The Poetry Project

Master Class

Conference of the Words — Master Class with Fanny Howe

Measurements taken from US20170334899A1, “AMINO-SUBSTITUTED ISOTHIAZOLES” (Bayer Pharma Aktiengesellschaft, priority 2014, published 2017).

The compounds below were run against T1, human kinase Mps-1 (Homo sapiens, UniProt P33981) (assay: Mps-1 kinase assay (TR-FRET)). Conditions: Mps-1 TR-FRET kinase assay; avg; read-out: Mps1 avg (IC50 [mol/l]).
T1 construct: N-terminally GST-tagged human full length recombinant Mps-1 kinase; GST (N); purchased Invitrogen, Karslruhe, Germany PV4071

One three hour meeting when we stop everything to hear the way we read aloud. Like birds each of us has a tone of voice, a recognizable timbre and rhythm that goes everywhere with us. But if we stop to read aloud what we have already written, we lose the spontaneous and natural voice of a speaker. This accounts for the ever-shifting styles in spoken words. For years I have wondered at the way cultures produce such different soundings, even within a fairly short span of time. And why some people read their poems in a relaxed conversational tone while others speak formally like ghosts of time past. What does it take to hold a reader's attention. So in an experiemental spirit I thought you might listen to poems aloud alone, and play the ones that "work" for you to the group. and then read two of your own poems aloud, and we will talk about how your reading works in relation to what the content asks of it. This is not a critical theory time but a group experiment in the deepest soundings of our thoughts and their transmission. PENN sound and Harvard's Woodberry Room are both good sources for listening.